It’s also easy to prove how error-prone we are in the investment world. Every year I take a look at various predictions for the year that’s ending and they are uniformly lousy in the aggregate. Moreover, when somebody does get one right or almost right, that performance quality is not repeated in subsequent years.

2014 provided more of the same in this regard. The median S&P 500 forecast among 50 top-end investment experts called for a year-end level of 1,950, up 6.44 percent on the year. As noted above, the actual closing level was 2,059, up 11.39 percent, essentially five full percentage points higher. That’s a miss of monumental proportions.

Last January, analysts called for far higher oil prices, firmer inflation, a worse jobless rate and higher interest rates. The exact opposite happened in each of those areas. The consensus crude oil price forecast was nearly $95 per barrel (up a bit) and 72 out of 72 economists were anticipating higher interest rates and lower bond prices. Advisor magazine reported that bond market sentiment was utterly bearish, leading pundits to recommend that investors limit their bond holdings to the shortest maturities in 2014. Meanwhile, 30-year U.S. Treasury bonds returned nearly 30 percent. Last April, Peter Schiff of EuroPacific Capital made the bold prediction that the “Federal Reserve’s quantitative-easing program will push gold to $5,000 an ounce.” The shiny yellow metal closed 2014 at just under $1,200, 80 percent or so lower than Schiff’s target.

Alleged experts miss on their forecasts and miss by a lot. Let’s stipulate that these alleged experts are highly educated, vastly experienced, and examine the vagaries of the markets pretty much all day, every day. But it remains a virtual certainty that they will be wrong often and often spectacularly wrong. On account of hindsight bias, we tend to see past events as having been predictable and perhaps inevitable. Accordingly, we think we can extrapolate from them into the future. But the sad fact is that we can’t buy past results. Continue reading

Signing Day and the Investment Process

davidYesterday – the first Wednesday in February and thus the so-called National Signing Day – was the first day that high school seniors could sign letters of intent to accept an athletic scholarship to play Division I college football in the fall. It’s the culmination of a long recruiting process and crucial to the success of teams and coaches. It can get more than a bit ridiculous.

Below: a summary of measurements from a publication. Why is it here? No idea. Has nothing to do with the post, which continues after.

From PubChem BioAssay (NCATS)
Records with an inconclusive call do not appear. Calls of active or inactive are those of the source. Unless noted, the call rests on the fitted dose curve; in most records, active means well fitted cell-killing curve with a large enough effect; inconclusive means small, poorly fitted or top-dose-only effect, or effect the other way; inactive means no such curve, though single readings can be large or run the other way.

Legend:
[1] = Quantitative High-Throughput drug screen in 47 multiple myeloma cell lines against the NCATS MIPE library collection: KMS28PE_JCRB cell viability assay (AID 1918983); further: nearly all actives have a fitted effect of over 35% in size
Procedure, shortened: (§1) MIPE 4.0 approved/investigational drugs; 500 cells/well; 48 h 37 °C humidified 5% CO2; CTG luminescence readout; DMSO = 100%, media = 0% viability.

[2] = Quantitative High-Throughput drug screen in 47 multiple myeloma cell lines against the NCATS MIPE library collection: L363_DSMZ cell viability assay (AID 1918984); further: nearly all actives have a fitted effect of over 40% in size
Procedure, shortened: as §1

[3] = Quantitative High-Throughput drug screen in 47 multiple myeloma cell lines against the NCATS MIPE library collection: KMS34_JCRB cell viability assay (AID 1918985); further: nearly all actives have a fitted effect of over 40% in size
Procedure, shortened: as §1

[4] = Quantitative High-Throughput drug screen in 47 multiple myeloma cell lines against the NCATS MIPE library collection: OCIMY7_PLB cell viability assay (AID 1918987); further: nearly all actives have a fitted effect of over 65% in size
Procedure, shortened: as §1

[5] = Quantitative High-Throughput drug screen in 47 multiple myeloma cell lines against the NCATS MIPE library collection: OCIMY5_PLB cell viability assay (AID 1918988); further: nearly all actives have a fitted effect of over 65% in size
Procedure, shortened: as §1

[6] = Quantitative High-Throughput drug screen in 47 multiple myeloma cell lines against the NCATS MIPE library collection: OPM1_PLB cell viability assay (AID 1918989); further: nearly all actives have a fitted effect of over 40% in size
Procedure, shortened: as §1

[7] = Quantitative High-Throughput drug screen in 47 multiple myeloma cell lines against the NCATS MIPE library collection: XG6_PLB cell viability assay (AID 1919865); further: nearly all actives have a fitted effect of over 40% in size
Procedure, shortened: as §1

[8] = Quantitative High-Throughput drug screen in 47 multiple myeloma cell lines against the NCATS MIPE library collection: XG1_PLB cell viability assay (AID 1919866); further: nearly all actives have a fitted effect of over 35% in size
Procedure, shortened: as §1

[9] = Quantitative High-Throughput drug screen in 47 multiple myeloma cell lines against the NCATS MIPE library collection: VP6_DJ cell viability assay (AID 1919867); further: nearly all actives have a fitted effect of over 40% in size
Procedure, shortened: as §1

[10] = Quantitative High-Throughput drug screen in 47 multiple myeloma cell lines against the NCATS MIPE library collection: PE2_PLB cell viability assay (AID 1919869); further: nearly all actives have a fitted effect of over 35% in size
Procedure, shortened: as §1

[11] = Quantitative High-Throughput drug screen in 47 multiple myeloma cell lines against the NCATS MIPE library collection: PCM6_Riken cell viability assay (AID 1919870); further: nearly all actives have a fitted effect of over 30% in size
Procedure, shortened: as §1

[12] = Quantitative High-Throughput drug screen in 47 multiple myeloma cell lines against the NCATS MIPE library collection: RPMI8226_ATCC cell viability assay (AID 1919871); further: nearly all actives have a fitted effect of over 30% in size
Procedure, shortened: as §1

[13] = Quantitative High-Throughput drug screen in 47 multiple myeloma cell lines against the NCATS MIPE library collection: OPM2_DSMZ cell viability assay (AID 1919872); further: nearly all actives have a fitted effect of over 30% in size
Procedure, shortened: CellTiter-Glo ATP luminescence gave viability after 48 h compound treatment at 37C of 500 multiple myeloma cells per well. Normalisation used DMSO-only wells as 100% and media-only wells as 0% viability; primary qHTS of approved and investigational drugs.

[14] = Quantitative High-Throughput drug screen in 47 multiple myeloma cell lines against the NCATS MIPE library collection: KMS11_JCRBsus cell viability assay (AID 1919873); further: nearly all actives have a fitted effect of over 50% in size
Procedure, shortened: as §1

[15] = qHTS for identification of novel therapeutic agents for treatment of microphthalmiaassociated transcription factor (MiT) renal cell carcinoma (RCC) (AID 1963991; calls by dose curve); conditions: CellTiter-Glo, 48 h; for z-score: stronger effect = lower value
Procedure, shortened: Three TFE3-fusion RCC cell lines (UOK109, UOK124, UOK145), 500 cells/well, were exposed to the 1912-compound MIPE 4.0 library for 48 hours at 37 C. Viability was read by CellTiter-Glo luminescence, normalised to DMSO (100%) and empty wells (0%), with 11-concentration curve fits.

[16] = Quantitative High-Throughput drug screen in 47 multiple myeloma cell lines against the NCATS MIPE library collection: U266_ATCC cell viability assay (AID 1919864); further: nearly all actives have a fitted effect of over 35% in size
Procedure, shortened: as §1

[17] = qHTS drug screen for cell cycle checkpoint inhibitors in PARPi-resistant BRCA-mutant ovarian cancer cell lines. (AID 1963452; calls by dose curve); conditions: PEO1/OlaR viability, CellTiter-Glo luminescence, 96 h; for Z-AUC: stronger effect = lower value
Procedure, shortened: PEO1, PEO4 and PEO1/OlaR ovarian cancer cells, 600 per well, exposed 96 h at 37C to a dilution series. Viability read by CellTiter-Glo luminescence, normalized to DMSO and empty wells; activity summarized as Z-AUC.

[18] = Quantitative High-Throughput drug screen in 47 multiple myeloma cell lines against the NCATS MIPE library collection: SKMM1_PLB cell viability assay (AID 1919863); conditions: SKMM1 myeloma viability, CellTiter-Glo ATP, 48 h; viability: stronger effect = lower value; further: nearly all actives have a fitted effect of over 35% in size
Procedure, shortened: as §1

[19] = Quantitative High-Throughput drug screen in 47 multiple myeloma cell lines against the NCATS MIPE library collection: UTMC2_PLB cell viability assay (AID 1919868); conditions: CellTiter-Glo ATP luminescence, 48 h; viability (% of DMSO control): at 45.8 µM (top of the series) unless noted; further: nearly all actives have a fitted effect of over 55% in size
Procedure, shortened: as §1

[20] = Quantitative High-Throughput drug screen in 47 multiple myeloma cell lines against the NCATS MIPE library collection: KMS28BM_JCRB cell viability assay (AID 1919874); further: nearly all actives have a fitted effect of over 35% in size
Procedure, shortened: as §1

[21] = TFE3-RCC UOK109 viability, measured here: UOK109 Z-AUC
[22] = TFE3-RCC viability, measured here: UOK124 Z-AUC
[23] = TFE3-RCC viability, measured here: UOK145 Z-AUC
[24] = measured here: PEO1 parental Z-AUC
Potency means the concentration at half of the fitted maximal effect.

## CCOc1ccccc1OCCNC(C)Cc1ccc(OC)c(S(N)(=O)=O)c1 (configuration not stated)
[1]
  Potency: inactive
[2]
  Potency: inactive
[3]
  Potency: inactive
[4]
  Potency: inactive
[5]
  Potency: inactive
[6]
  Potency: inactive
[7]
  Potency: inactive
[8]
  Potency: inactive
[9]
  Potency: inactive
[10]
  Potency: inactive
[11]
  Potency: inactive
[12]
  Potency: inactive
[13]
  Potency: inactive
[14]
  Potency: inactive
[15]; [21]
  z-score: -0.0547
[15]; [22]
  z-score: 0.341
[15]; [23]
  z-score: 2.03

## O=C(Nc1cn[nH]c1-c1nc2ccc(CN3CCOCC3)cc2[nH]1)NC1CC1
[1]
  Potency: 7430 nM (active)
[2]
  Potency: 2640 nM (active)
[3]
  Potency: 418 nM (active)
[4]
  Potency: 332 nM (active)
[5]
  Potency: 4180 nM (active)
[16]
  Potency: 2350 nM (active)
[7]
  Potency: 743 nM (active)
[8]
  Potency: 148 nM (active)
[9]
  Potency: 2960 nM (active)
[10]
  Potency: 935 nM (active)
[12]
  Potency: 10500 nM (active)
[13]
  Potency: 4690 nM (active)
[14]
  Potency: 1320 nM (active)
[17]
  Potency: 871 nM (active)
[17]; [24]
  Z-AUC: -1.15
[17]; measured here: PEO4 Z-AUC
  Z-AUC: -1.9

Some players announced their intentions using live animal props, or worse. One recruit picked Texas over Washington based on a coin flip. At least it wasn’t for the gear, officially anyway. And Snoop Dogg will be giving up his support for USC to cross-town rival UCLA because his son picked the Bruins, where he’ll join P. Diddy’s kid on the team. Cornerback Iman Marshall, a big-time USC signee, has a self-styled “commitment video” that’s particularly absurd.

But the coaches and the media outlets that cover college football recruiting (of which there are an astonishingly high number) take it all very seriously indeed. As the parent of a DI player (at Cal, see above), *I* took it very seriously.

These various publications generally rate high school players being recruited via a “star system” of from two to five stars, with five stars being reserved for top 50 players, four stars for the next 250 (numbers 51-300), three stars for the next 500, and two stars for players who are considered “mid-major” and thus not good enough for the top conferences and teams. Alabama’s current recruiting class is usually reputed to be the nation’s best, for the fifth straight year, averaging out to 4.08 stars. And while it’s not much ado about nothing, it’s much ado about a lot less than you’d think, and in a different way than you probably think. Continue reading